Statistics and Probability: Cumulative Distribution Function
Statistics Is a Fascinating Field of Study
Statistics are important because the study can help us learn about our universe and the things and beings in it. This is an even more important capability in the face of our flying back to the moon in or before 2018. Trigonometry, calculus, and statistics all help us to fly away from Earth, visit other places, and return.
These divisions of mathematics help us to build bridges as well as to construct bio-robotic arms and legs to replace those loss in battle or lost to injury or genetic events.
Because our universe, though we think it is never ending, has some sort of boundary, numbers behave in a particular number of ways. We have not yet found that number, but we know that equations and distributions are bound by limits concerning results and that the laws of physics for this universe also have boundaries. Quantum physics, not so much, perhaps.
Prediction and Analysis
Statistics and Probability help us to predict and to plan in several fields of study and many industries. They are useful in Aerospace, Engineering, Health & Medical, Information Technology, and many other endeavors.
What is a Cumulative Distribution Function and how does one calculate, produce, and use the information provided by such a distribution?
This particular distribution function is also known as a CDF, cumulative distribution function, or cumulative frequency function (CFF). Its purpose is to provide the probability that a variable takes on a value that is less-than-or-equal-to a particular number. A good reference for understanding CDF and CFF is that of Evans, M.; Hastings, N.; and Peacock, B. New York: Wiley, pp. 6-8, 2000/2010. Statistical Distributions, 4rd ed.
Along the right-hand side of this article, you will find various computer programs used for running the CDF. It is difficult, if not impossible to achieve CDF outcomes by hand figuring and hand graphing. A computer program is necessary.
Additional Useful Statistics Resources
Several additional resources can be accessed for use in determining and applying the CDF in real life scenarios. Some of these resources include:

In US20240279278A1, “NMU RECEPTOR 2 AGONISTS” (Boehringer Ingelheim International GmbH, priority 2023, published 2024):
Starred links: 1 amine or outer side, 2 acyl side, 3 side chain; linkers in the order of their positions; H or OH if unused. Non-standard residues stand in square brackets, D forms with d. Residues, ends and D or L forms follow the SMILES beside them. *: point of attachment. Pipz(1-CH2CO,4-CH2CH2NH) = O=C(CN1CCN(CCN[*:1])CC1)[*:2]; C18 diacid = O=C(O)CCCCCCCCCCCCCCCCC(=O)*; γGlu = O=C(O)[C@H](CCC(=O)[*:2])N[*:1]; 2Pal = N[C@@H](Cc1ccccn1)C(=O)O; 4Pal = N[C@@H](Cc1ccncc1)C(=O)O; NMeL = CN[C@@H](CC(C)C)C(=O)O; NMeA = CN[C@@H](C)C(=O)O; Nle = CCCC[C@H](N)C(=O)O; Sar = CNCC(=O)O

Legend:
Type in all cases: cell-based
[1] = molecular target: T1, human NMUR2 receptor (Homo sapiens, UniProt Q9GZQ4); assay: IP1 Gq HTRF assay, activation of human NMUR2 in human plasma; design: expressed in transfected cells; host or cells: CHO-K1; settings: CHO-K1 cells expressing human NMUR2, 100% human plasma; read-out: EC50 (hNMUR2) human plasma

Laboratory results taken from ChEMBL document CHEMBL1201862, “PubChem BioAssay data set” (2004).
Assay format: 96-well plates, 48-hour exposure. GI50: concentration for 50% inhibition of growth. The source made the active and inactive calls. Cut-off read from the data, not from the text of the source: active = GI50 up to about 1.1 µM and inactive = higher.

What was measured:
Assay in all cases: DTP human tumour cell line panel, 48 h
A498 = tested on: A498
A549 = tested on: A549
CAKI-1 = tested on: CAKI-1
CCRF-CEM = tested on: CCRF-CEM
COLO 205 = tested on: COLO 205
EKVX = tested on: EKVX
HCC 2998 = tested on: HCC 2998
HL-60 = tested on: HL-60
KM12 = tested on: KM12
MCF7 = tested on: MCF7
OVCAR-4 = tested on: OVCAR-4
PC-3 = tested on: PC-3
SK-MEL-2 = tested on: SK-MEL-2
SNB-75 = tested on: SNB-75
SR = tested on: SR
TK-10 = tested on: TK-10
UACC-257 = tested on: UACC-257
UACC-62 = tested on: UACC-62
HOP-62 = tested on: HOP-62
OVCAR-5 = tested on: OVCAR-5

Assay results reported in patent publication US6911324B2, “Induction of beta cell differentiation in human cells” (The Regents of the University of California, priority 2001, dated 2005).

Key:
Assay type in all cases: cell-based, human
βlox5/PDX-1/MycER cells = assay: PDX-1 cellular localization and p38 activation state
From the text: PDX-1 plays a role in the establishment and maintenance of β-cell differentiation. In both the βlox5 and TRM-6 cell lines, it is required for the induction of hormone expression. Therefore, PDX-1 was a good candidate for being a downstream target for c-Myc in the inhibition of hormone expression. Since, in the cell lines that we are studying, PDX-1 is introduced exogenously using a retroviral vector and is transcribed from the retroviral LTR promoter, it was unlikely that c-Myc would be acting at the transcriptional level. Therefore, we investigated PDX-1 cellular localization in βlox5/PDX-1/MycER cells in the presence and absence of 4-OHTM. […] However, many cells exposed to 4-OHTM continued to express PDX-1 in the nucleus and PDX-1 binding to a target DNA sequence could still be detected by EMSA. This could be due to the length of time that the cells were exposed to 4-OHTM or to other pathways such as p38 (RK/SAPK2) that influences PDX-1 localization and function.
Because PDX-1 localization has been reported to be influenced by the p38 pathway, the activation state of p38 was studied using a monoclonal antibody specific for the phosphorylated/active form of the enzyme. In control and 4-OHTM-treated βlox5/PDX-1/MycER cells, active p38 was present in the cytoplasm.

- Engineers Handbook - This is one of my favorite resources. My father studied mechanical and electrical engineering and always kept an edition of this book on hand. I found it very useful in high school for trigonometry and calculus reference, and was fascinated by all of the tables it included. Using this online version, click on a tab at the top of the page for Reference Tables. I think you will be pleased at the extensive material you find in this book.
- FedStats - Statistics and additional data provided by various departments of the US Federal Government. Excellent for research and reviews.
- HYPERSTAT - Simple introduction to statistics.
- MATLab - A comprehensive set of statistics tools that are used by engineers, financial analysts, and others.
- Statistics on The Library Spot - Statistics from a range of various government bureaus.
- Robert Niles - Statistics for journalists.
- For additional resources, visit you nearest college or university mathematics or engineering department library and review the software programs on public-access computers.
Definitions of the Distribution
Explanations and Examples of the Distribution
Cumulative Distribution Function of the Standard Normal Distribution
Reference: Engineering Statistics Handbook. 220.127.116.11.1: Tests for Probability of Distribution: Cumulative Distribution Function of the Standard Normal Distribution. US Department of Commerce: NIST
NOTE: The table on this Internet page above applies the symmetry of the normal distribution, so the relevant expression for the variable of interest given is really:
STANDARD NORMAL DISTRIBUTION TABLE
JENNESS ENTERPRISES SOFTWARE
Texts and Manuals
An abundance of statistics texts and manuals, as well as hand held statistical and graphing computers are available on the market to enable students and researchers to use the CDF and other complex functions easily and with great speed.
© 2007 Patty Inglish